The navigation system chooses altitudes that keep the balloon warm enough to stay pressurized through the night when the stratosphere is unusually cold. Our team of flight engineers keep a watchful eye on the fleet 24 hours a day, seven days a week, 365 days a year. This partnership between humans and automation ensures that our in-flight activities are as conducive to longevity as all the other work that went into the flight system prior to launch.
When a flight ends it is directed to a pre-planned recovery zone and landed under parachute in coordination with air traffic control. Our recovery teams collect these flight systems, often time traveling to extremely remote areas to do so. For example, the footage below is from a recovery in the deserts of Peru.
A balloon being recovered in the desert of Peru.
Because Loon’s flight systems eventually come home (as opposed to weather balloons which are hardly ever recovered) we have the unique opportunity to make analysis-driven improvements to our entire process. We use what is essentially the world’s largest balloon flatbed scanner (see below) to image and analyze our stratospheric balloons.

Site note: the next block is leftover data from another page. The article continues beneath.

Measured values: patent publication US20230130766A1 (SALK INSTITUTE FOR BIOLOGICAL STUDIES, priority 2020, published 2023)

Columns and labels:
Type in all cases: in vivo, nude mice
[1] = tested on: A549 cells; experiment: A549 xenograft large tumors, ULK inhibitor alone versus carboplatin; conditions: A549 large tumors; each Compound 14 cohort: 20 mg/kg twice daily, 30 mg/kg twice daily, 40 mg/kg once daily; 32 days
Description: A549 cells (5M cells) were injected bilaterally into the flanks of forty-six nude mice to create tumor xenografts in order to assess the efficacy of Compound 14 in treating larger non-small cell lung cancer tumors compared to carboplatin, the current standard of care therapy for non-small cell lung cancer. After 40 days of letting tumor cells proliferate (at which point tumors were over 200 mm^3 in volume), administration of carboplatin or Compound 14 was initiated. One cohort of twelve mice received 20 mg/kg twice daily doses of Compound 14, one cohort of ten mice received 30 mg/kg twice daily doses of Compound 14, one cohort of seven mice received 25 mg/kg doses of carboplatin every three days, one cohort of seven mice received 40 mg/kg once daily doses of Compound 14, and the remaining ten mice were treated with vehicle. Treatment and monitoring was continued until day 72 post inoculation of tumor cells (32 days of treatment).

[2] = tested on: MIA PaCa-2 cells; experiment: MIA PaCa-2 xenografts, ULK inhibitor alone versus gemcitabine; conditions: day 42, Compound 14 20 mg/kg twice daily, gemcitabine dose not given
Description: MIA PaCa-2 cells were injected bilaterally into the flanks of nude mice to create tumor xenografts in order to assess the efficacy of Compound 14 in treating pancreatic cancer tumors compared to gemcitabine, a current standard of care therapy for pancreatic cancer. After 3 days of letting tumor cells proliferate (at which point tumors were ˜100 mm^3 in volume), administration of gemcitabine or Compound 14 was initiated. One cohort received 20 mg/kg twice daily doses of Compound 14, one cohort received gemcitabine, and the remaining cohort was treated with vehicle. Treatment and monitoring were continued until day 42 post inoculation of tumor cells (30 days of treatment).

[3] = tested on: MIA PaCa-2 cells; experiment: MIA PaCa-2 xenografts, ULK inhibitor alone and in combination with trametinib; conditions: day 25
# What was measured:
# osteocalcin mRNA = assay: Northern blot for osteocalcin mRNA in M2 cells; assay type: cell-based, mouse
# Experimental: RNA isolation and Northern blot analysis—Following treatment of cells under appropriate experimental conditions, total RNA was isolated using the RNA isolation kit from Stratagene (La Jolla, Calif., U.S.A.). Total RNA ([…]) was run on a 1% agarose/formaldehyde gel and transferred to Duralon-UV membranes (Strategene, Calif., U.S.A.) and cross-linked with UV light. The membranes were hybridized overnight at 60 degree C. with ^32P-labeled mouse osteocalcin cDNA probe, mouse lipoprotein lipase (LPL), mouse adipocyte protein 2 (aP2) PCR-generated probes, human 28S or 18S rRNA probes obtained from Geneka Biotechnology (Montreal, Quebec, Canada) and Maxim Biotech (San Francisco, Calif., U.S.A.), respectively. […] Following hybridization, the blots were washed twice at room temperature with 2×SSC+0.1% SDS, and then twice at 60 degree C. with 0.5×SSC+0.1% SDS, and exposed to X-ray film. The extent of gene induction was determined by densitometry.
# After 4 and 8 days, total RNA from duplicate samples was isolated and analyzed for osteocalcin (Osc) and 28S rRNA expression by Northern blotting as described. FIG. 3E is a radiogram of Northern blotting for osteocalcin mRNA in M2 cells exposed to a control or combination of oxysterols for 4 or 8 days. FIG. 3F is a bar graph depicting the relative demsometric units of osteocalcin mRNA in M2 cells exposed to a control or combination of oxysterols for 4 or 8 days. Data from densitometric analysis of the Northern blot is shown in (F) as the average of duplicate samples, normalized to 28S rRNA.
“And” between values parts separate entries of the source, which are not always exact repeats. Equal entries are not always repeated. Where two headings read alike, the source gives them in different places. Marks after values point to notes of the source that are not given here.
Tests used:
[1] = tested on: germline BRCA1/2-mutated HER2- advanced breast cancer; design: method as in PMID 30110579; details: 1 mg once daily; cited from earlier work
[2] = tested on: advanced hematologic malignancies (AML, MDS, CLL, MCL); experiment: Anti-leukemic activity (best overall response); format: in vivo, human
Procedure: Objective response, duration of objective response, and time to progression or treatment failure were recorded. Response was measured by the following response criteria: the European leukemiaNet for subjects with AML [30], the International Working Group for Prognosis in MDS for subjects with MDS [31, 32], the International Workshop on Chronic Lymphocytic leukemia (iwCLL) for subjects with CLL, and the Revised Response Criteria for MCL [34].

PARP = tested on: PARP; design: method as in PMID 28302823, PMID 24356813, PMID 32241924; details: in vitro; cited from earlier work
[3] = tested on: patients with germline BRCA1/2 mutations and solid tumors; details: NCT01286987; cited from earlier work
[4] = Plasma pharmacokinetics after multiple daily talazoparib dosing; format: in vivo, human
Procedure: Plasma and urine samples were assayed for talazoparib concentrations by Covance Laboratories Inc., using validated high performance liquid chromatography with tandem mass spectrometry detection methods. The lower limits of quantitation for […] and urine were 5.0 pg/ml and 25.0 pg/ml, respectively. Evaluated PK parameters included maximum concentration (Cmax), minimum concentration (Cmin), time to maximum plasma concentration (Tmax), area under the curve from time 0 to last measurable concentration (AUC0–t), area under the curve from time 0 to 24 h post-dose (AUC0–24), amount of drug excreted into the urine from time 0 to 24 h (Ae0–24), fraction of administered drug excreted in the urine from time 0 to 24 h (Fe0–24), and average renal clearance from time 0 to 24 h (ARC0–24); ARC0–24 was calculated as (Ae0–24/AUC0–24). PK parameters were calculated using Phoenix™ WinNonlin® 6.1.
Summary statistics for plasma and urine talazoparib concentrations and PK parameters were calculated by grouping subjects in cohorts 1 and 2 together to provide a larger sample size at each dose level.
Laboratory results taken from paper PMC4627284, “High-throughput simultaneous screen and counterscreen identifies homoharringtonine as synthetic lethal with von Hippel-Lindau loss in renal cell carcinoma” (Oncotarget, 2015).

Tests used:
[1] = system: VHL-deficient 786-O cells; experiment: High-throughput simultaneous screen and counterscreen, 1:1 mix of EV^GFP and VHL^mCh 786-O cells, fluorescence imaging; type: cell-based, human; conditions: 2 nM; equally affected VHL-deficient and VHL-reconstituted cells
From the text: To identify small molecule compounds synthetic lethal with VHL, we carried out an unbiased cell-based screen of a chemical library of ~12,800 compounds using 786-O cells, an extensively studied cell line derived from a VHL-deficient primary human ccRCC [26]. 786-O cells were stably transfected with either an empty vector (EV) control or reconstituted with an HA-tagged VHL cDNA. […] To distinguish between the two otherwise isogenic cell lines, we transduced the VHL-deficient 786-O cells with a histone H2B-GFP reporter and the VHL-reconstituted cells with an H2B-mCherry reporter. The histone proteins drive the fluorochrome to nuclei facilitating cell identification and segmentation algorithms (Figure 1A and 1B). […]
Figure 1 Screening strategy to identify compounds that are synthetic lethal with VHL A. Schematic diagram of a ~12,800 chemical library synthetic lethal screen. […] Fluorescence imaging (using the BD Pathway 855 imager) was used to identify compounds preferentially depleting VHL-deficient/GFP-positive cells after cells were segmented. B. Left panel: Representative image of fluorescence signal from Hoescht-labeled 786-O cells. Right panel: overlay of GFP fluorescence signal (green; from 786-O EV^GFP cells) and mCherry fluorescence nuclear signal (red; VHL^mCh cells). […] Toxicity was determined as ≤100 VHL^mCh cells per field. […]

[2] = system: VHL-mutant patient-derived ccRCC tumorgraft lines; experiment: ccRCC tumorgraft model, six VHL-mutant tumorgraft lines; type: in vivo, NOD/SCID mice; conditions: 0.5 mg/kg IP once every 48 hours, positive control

Once this imagery is recorded it can be analyzed both by humans and automated machine learning to generate data-driven insights. This has already paid massive dividends, and we hope that over time this dataset will become more and more influential in continuing to improve our system’s longevity.
The world’s largest flatbed scanner helps identify degradations that limit the lifespan of balloons. Shark slippers protect the scanner.
So what can a balloon do for a year in the stratosphere? We use them primarily for connectivity, but we’re beginning to understand that this is just scratching the surface of the opportunity presented by the stratosphere.
My Loon colleagues have published a whitepaper discussing the massive opportunity in the stratosphere, which represents a multi-billion dollar market spanning telecommunications, high-resolution earth observation, and weather prediction and modeling. To explore these new opportunities, Loon co-founded the HAPsAlliance, a group of telecommunications, satellite, aviation, and technology companies helping to explore and grow a truly new industry.